Ajith Kumar

Cardamom is tricky crop to grow chemical free due to higher pest attacks on the plants. Therefore, choosing the right variety for a region and the right method of farming is important to control the diseases and pest attack and also maintain the richness of soil, health of its people and the environment.  Our farmers chose natural farming methods and farmer bred varieties to grow cardamom, the right way, sustainable in the longer term.

 

Our farmers use Zero Budget Natural Farming also known as Spiritual Farming methods in their fields. This majorly includes usage of mixtures like Jiwamrita and Pathilakashayam. While Jiwamrita is a combination of cow dung and urine of indigenous cows, pulses, seasonal fruits, jaggery/sugarcane juice and a handful of soil used to rejuvenate soil and maintain a forest like condition for the plants, Pathilakashayam acts as a natural pesticide for the thrips and borer that are common in cardamom plantations. Pathilakashayam is a mixture of ten bitter leaves, indigenous cow’s urine, turmeric, garlic, ginger and chilli. These mixtures have to be sprayed consistently and frequently to grow the plants healthy and protect them from pest attack. Our farmers also use microbial cultures in accordance with the suggestions of experts.

 

As crucial as cultivation is, the harvest and post harvest processes of cardamom also plays an equal role in its quality. Only the ripe and physiologically ripe (known as karikai in Malayalam) are picked in each round of harvest. This skilfully hand-picked pods are then washed using water and is dried in dryers over 20 hrs at a temperature of 45-50 degree Celsius , so that flavour, aroma and other properties of cardamom are maintained. The cardamom is then sorted, graded and packed in opaque, air-tight packages to avoid any moisture. Most of the post-harvest activities are undertaken by Graamya at own facility.

Green cardamom was once a rare forest collectible. As a forest produce, there were many varieties (more than 25 identified) along the cardamom hills tract. Each variety was suitable for particular soil types and climate. When cardamom was domesticated and began its journey as a commercial crop, the farmers planted the already existing indigenous varieties is each region. As time passed, their lower yields and increasing demand for cardamom led to newer innovations and experiments, many by the farmers themselves and others by agricultural scientists, resulting in hybrid cardamom varieties solely focused on high yields rather than anything else. And across the cardamom hills, such varieties found rapid acceptance and attracted many into cardamom growing, as the increased production led to higher incomes. However, this economic viability came at a cost. The high yielding varieties were not suitable for every soil type; they were less adaptable than indigenous ones and were susceptible to pest- attack and diseases.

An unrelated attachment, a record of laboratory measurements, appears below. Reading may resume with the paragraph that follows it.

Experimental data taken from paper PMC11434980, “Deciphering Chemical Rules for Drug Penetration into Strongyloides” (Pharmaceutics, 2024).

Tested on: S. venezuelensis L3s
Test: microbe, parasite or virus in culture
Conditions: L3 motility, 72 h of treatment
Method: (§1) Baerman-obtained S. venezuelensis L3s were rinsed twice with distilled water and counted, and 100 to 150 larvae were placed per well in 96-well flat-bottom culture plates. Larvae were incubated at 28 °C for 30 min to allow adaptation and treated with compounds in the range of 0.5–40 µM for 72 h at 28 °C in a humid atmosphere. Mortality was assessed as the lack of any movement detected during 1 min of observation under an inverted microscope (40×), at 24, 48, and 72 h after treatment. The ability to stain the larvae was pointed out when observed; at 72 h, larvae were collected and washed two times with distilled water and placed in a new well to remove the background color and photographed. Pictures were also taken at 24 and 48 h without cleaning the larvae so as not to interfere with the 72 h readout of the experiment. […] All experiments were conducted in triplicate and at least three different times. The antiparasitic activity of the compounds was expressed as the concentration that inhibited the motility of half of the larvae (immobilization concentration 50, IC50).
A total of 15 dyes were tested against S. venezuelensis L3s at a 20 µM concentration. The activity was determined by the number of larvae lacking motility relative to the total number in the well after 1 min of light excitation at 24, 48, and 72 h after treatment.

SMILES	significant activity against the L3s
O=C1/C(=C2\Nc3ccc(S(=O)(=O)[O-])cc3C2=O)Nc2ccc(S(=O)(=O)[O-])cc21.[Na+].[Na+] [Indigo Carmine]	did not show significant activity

With newer developments of chemical farming, the farmers in the cardamom hills also sought their solutions in them for a quick fix for the pest attacks and maintain higher yields. Thus began the rapid usage of chemical pesticides and fertilizers throughout the cardamom hills. In addition, with the market standards of size and colour rather than flavour and health benefits became prominent, the idea of making bigger, greener cardamom gained attention. And so growth hormones made its entry in these hills. Today more than 90 percent of cardamom growers use chemical farming to grow their cardamom.

 

However, these developments were not feasible for the environment. The soil health degraded and plant health slowly deteriorated. And the usage of chemicals were doubled and tripled to maintain yields resulting in an unsustainable path for cardamom ahead. With fertility of soil slowly eroding and indigenous varieties disappearing, the cardamom hills, if continued in its present manner, may become unviable for the very crop they are home to. As a crop that gives millions of people livelihood, the stakes are very high.

 

Today in the cardamom hills finding cardamom that‘s grown chemical free is a task that few accomplish. And farmers who practice nature-friendly farming have become a rarity, a rarity that our partner farmers are part of.  Our farmers took over a decade to find a way back to growing cardamom naturally. It took them several years to find the right varieties, to select stronger plants in their existing cultivation, to rejuvenate their soil and bring back plant health and the thriving bio-diversity in their farms along with maintaining decent yields. Transitioning back to nature-friendly farming, although sustainable in the long term is a challenge that many do not prefer as it requires patience, suffer loss yield for many years while the soil rejuvenates and years of search for adaptable varieties and more than anything, a shift in the mindset.

 

At Graamya, we work towards making this shift, finding these rarities in Idukki, to promote them, to give them a right share for their efforts, so that in the coming years chemical free cardamom is no longer a rarity but an easy to find, so that the people who grow it and consume it do not compromise on their health, the livelihoods remain sustainable and the soil richer than ever.